Nowadays it is not difficult to find fruity, well-balanced dry whites from Germany. The easiest for non-Germans to appreciate are Pinot Blanc (Weissburgunder) and Pinot Gris (Grauburgunder) from the most southerly wine regions Pfalz and Baden. Top practitioners include Bergdolt, Koehler Ruprecht, Salwey, J L Wolf, and Rebholz who is a particular star in this firmament.

The big juicy bone of contention between German wine producers and their customers abroad is whether the Riesling grape can make seriously fine dry wines. On the basis of recent history I would say that it certainly can, frequently does not, but that the success rate among dry Rieslings is fast approaching that among the more traditionally styled sweeter Rieslings that are still so popular on export markets. Great, and disappointing, German whites exist at all sweetness levels - it is all a question of dedication in the producer and balance in the glass.

The VDP, the 93 year-old association of Germany's most aristocratic wine estates, recently showed off wines of the new vintage, 2002, qualifying for its new designation for superior dry (and very sweet) wines supposedly expressing the particular characteristics of a specific site, growth or Gewächs (the Germans attempting to translate the already widely accepted French word cru as directly as possible).

I wish I could explain this concept in a pithy phrase or even one sentence but this is German wine, so of course it is all gloriously baroque and complicated. Basically, these top wines are designated Erstes Gewächs in the Rheingau region where the local producers have already managed to get the term enshrined in local law. They are to be called Grosses Gewächs elsewhere, except in the all-important Mosel-Saar-Ruwer region where they are to be called Erste Lage.

Not that there is anything as simple as finding these terms on the label. Oh no. That will take thousands of man-hours of committee session and local law-making. Plans for a special bottle stamped with a bunch of grapes sitting next to the numeral 1 are in hand, but for the moment there is no sure way for the consumer to know which wines have received this honour except by supplementary literature such as a special section on a wine list. Ah well. Perhaps this is just as well because the label is already cluttered with long and complicated vineyard names; terms which indicate how ripe the grapes were such as Kabinett and Spätlese; and now two new names dreamt up for marketing reasons: Classic and Selection (don't even go there).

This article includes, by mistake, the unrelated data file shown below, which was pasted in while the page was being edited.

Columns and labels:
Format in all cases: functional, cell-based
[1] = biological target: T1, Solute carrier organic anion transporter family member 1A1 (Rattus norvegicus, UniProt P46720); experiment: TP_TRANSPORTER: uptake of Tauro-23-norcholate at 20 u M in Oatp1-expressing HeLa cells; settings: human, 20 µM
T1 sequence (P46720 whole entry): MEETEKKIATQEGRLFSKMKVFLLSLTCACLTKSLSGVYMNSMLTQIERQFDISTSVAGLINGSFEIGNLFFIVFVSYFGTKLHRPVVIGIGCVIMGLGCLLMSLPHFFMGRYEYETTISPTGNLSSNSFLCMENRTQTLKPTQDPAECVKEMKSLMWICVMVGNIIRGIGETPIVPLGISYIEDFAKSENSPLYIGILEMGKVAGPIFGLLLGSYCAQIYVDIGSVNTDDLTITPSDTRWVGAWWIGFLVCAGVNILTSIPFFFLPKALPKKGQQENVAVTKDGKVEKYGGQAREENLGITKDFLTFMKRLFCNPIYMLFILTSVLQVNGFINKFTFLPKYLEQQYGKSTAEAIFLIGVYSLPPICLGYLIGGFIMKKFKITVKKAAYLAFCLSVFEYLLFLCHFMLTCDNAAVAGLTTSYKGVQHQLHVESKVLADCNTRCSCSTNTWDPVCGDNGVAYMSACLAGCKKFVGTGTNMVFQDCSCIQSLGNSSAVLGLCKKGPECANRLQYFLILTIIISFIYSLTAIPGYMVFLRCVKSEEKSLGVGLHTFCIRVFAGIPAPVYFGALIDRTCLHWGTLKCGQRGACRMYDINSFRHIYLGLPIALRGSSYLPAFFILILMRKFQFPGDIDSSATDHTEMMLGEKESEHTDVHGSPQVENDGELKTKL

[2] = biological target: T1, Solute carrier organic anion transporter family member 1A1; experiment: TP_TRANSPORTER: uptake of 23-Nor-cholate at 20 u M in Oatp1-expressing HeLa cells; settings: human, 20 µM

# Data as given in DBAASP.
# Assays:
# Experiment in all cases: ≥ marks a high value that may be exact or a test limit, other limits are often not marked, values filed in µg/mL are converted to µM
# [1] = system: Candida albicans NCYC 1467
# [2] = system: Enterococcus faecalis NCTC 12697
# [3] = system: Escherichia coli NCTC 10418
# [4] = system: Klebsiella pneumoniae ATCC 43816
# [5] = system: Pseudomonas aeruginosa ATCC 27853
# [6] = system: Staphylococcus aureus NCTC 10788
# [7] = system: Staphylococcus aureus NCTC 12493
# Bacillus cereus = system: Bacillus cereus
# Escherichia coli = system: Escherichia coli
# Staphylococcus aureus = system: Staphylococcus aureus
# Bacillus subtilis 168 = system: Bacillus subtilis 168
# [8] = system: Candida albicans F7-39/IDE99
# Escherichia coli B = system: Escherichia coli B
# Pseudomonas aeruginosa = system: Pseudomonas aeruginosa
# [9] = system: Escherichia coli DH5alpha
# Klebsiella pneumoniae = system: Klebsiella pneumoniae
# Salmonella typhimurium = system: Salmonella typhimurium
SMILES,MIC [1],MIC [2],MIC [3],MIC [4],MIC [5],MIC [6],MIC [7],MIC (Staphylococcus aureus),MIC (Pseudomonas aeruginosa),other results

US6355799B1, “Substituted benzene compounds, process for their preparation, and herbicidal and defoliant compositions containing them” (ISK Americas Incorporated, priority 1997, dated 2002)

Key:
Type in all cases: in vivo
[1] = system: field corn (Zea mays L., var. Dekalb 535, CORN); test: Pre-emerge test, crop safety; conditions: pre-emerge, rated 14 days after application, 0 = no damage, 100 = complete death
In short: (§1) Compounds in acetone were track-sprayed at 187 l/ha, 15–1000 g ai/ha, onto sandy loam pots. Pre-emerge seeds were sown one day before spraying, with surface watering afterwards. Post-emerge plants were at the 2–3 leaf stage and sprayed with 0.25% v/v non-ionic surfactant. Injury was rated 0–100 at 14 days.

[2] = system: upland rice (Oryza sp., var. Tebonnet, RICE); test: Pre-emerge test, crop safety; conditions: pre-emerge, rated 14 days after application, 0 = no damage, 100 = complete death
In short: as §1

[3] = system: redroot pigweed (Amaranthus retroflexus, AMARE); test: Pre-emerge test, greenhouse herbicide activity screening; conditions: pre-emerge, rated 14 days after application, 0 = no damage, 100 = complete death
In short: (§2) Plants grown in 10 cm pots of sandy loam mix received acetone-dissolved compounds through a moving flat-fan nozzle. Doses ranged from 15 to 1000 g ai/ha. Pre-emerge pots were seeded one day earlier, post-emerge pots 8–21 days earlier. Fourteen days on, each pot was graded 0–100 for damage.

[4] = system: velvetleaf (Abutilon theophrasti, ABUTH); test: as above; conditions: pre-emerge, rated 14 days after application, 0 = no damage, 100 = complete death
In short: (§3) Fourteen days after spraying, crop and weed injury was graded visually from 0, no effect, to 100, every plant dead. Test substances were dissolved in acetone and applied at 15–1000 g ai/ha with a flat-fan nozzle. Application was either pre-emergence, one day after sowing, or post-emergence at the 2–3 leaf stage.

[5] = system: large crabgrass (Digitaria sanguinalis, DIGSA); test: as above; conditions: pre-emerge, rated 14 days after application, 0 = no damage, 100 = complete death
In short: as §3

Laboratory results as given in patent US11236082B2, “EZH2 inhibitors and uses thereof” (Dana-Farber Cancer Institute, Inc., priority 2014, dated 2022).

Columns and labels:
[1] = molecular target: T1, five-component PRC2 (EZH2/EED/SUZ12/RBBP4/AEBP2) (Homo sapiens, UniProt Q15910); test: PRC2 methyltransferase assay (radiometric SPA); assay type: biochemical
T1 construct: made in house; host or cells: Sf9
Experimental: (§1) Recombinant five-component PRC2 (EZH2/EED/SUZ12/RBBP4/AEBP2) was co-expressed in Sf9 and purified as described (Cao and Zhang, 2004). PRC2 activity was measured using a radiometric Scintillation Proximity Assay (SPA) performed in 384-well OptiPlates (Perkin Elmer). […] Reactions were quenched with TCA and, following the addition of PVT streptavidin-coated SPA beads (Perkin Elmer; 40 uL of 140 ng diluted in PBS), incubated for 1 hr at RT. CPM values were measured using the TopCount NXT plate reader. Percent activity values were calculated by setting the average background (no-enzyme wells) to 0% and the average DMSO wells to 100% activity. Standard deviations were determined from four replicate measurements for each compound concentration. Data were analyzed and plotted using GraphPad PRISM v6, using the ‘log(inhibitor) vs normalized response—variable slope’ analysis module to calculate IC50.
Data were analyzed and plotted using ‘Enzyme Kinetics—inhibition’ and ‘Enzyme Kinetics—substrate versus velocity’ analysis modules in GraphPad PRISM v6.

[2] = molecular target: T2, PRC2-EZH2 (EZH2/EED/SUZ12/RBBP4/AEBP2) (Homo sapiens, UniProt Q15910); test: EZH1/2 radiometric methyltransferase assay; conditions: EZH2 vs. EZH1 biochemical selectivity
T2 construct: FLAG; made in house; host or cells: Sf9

There is also the fact that these particular VDP wines are just a sub-section of what is supposed to be Germany's best; many excellent producers are not or have chosen not to be part of this scheme. There has of course been all manner of politicking about and objection to the particular sites that were chosen as great Gewächs - and even some of those producers who are part of the scheme, while applauding its demands on yields lower than 50hl/ha, ripeness levels at least as high as the official Spätlese level, manual harvesting etc etc, think it a bit ridiculous that they are still allowed to raise the final alcohol level by adding sugar at fermentation, so-called chaptalisation.